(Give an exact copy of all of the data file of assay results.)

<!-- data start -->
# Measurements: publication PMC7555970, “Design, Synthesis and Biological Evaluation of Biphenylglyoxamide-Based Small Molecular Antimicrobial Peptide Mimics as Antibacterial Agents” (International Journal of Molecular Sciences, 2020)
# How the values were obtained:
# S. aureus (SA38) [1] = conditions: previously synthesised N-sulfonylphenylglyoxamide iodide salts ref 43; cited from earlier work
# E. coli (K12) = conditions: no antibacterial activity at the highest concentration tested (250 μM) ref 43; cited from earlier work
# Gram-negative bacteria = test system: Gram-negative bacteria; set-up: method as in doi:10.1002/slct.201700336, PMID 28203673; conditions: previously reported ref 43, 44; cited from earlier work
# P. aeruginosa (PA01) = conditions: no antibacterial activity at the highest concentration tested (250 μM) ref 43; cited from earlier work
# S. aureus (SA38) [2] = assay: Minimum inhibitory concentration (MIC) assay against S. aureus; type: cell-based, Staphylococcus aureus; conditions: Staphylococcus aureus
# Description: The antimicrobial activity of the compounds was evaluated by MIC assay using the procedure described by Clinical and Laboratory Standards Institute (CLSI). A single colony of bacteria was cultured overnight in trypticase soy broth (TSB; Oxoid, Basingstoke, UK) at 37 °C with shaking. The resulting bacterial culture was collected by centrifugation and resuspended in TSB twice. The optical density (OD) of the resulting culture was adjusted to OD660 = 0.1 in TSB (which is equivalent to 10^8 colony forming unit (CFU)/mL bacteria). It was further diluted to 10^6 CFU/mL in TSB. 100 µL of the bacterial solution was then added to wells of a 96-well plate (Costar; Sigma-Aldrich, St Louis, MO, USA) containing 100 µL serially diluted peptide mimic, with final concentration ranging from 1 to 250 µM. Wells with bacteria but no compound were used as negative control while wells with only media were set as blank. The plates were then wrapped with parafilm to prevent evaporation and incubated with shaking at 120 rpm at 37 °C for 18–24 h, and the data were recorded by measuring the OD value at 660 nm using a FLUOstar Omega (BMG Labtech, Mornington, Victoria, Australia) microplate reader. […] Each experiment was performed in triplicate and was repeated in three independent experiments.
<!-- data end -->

# Measurements: publication PMC7555970, “Design, Synthesis and Biological Evaluation of Biphenylglyoxamide-Based Small Molecular Antimicrobial Peptide Mimics as Antibacterial Agents” (International Journal of Molecular Sciences, 2020)
# How the values were obtained:
# S. aureus (SA38) [1] = conditions: previously synthesised N-sulfonylphenylglyoxamide iodide salts ref 43; cited from earlier work
# E. coli (K12) = conditions: no antibacterial activity at the highest concentration tested (250 μM) ref 43; cited from earlier work
# Gram-negative bacteria = test system: Gram-negative bacteria; set-up: method as in doi:10.1002/slct.201700336, PMID 28203673; conditions: previously reported ref 43, 44; cited from earlier work
# P. aeruginosa (PA01) = conditions: no antibacterial activity at the highest concentration tested (250 μM) ref 43; cited from earlier work
# S. aureus (SA38) [2] = assay: Minimum inhibitory concentration (MIC) assay against S. aureus; type: cell-based, Staphylococcus aureus; conditions: Staphylococcus aureus
# Description: The antimicrobial activity of the compounds was evaluated by MIC assay using the procedure described by Clinical and Laboratory Standards Institute (CLSI). A single colony of bacteria was cultured overnight in trypticase soy broth (TSB; Oxoid, Basingstoke, UK) at 37 °C with shaking. The resulting bacterial culture was collected by centrifugation and resuspended in TSB twice. The optical density (OD) of the resulting culture was adjusted to OD660 = 0.1 in TSB (which is equivalent to 10^8 colony forming unit (CFU)/mL bacteria). It was further diluted to 10^6 CFU/mL in TSB. 100 µL of the bacterial solution was then added to wells of a 96-well plate (Costar; Sigma-Aldrich, St Louis, MO, USA) containing 100 µL serially diluted peptide mimic, with final concentration ranging from 1 to 250 µM. Wells with bacteria but no compound were used as negative control while wells with only media were set as blank. The plates were then wrapped with parafilm to prevent evaporation and incubated with shaking at 120 rpm at 37 °C for 18–24 h, and the data were recorded by measuring the OD value at 660 nm using a FLUOstar Omega (BMG Labtech, Mornington, Victoria, Australia) microplate reader. […] Each experiment was performed in triplicate and was repeated in three independent experiments.